Our Top 3 Tips for Top-Notch Food Photography

Our Top 3 Tips for Top-Notch Food Photography

Anyone can take a food photo (and if you take one look at Instagram, it seems like everyone has). 


But if you’re looking to elevate your photos from the decent to the professional level, here are our top three bits of advice. 

  • Equipment

First and foremost, you’ll want to decide on what you’re working with. While many smartphone varieties have cameras capable of taking good photos, a professional or even a regular point-and-shoot with a good lens can take your photos to the next level. 


A fixed lens like a Nikon 35mm f1.8, for example, offers a wide aperture that lends more control over the depth of field and leads to sharper photos. 

  • Lighting 

The next thing to consider is lighting. No matter the camera, natural light makes for the best photos. Adding in a couple of deflectors and diffusers will give you more control over light and show, going a long way to making your food pics look fantastic.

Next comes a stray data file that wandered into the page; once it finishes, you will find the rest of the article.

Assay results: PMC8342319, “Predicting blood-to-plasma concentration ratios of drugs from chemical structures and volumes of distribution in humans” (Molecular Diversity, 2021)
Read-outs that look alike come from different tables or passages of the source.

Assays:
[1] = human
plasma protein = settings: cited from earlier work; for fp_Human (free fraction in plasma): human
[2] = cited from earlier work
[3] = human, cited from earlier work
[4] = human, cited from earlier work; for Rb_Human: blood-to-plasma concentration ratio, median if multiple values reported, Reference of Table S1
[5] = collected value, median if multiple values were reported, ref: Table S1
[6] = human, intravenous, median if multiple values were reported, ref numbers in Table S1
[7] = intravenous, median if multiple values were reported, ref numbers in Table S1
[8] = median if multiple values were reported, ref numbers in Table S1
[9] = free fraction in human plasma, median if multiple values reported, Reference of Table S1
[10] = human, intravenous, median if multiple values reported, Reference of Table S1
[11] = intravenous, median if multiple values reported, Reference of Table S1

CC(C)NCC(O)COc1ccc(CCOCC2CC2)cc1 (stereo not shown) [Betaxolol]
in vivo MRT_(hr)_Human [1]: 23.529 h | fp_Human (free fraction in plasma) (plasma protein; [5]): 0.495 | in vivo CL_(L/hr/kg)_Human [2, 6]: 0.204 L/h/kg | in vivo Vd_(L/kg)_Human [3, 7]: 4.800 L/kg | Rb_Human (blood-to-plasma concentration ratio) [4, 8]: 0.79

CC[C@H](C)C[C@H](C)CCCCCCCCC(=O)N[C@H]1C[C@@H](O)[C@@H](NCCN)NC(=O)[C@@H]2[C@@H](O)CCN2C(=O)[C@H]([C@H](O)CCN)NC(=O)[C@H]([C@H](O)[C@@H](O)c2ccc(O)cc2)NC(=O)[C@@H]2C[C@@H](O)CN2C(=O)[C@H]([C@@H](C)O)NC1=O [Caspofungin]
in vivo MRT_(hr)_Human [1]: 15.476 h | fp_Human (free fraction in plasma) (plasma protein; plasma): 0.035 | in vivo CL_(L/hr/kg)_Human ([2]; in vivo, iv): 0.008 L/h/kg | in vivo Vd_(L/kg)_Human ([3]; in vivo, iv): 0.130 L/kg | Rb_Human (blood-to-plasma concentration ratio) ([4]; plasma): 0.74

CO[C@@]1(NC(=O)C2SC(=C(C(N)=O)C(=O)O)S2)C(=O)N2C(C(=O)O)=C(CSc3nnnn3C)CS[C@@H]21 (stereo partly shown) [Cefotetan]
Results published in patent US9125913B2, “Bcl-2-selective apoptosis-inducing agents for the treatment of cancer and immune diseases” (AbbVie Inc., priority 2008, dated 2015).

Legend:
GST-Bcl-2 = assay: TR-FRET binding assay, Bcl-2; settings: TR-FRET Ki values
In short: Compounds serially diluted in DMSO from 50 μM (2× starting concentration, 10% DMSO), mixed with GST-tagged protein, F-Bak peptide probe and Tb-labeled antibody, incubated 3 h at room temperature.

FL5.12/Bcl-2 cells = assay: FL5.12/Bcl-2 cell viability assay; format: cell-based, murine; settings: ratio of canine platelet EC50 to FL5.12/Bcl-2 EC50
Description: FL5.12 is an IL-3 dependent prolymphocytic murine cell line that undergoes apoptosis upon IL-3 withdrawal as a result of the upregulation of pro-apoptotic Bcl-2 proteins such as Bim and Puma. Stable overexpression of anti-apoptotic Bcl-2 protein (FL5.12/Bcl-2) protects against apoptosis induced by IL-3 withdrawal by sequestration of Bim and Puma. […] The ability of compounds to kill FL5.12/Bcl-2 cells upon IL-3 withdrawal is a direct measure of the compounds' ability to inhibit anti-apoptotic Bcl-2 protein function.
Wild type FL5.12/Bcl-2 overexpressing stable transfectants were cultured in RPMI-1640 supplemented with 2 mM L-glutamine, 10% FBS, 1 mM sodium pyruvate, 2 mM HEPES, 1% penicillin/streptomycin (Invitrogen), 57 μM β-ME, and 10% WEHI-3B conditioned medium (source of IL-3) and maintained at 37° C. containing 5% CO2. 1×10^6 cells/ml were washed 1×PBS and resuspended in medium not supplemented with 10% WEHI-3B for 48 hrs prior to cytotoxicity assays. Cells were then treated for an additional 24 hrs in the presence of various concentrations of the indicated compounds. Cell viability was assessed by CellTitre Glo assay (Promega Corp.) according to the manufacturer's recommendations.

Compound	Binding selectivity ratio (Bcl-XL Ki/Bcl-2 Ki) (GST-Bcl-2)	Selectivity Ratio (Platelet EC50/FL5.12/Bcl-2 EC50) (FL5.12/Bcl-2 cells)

If natural light is not an option, you can play around with professional lighting equipment. Just don’t ever, EVER rely on ordinary lamps or your camera’s flash. 

  • Composition 

When composting your food photo, consider layout, colours, and how dynamic you want your shot to look. 

  • Layout: play around with placing your dishes in structured patterns or random layouts and make sure to incorporate negative space so the ‘subjects’ have some breathing room.
  • Colour: shooting a monochrome composition or with colours next to each other on the colour wheel will make for a simple, more professional look. To make your photo pop, though, you’ll want to use colours on opposite ends of the wheel (but be mindful of colour clashes).
  • Dynamism: to spice up your pic further, you could ask people to hold up the food, scatter some grains or herbs in a top-down shot, or even just cut into a food. 


And most importantly, practice, practice, practice. 


We didn’t become the leading food photographers in Sydney without consistently honing our skills. So go get your camera and start shooting.